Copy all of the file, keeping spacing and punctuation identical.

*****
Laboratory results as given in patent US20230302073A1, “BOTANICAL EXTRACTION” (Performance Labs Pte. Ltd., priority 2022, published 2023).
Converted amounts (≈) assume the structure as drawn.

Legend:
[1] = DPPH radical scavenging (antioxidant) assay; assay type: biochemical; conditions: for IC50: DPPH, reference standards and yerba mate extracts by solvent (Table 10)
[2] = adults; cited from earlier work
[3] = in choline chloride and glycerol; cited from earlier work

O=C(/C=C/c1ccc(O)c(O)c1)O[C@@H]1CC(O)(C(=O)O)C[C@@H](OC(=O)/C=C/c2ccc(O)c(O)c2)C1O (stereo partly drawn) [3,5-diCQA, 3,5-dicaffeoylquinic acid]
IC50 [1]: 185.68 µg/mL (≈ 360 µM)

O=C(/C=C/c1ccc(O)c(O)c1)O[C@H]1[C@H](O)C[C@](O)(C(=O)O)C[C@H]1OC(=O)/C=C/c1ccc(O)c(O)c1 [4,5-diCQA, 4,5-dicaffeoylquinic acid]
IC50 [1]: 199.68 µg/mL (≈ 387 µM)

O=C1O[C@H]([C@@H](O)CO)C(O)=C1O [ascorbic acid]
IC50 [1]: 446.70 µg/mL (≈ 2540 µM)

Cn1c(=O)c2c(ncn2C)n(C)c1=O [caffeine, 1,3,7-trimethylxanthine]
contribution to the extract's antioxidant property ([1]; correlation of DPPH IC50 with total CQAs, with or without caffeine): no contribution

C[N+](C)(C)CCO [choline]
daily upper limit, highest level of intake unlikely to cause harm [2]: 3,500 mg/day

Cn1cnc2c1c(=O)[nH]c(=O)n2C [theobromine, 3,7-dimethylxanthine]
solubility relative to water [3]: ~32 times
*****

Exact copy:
Laboratory results as given in patent US20230302073A1, “BOTANICAL EXTRACTION” (Performance Labs Pte. Ltd., priority 2022, published 2023).
Converted amounts (≈) assume the structure as drawn.

Legend:
[1] = DPPH radical scavenging (antioxidant) assay; assay type: biochemical; conditions: for IC50: DPPH, reference standards and yerba mate extracts by solvent (Table 10)
[2] = adults; cited from earlier work
[3] = in choline chloride and glycerol; cited from earlier work

O=C(/C=C/c1ccc(O)c(O)c1)O[C@@H]1CC(O)(C(=O)O)C[C@@H](OC(=O)/C=C/c2ccc(O)c(O)c2)C1O (stereo partly drawn) [3,5-diCQA, 3,5-dicaffeoylquinic acid]
IC50 [1]: 185.68 µg/mL (≈ 360 µM)

O=C(/C=C/c1ccc(O)c(O)c1)O[C@H]1[C@H](O)C[C@](O)(C(=O)O)C[C@H]1OC(=O)/C=C/c1ccc(O)c(O)c1 [4,5-diCQA, 4,5-dicaffeoylquinic acid]
IC50 [1]: 199.68 µg/mL (≈ 387 µM)

O=C1O[C@H]([C@@H](O)CO)C(O)=C1O [ascorbic acid]
IC50 [1]: 446.70 µg/mL (≈ 2540 µM)

Cn1c(=O)c2c(ncn2C)n(C)c1=O [caffeine, 1,3,7-trimethylxanthine]
contribution to the extract's antioxidant property ([1]; correlation of DPPH IC50 with total CQAs, with or without caffeine): no contribution

C[N+](C)(C)CCO [choline]
daily upper limit, highest level of intake unlikely to cause harm [2]: 3,500 mg/day

Cn1cnc2c1c(=O)[nH]c(=O)n2C [theobromine, 3,7-dimethylxanthine]
solubility relative to water [3]: ~32 times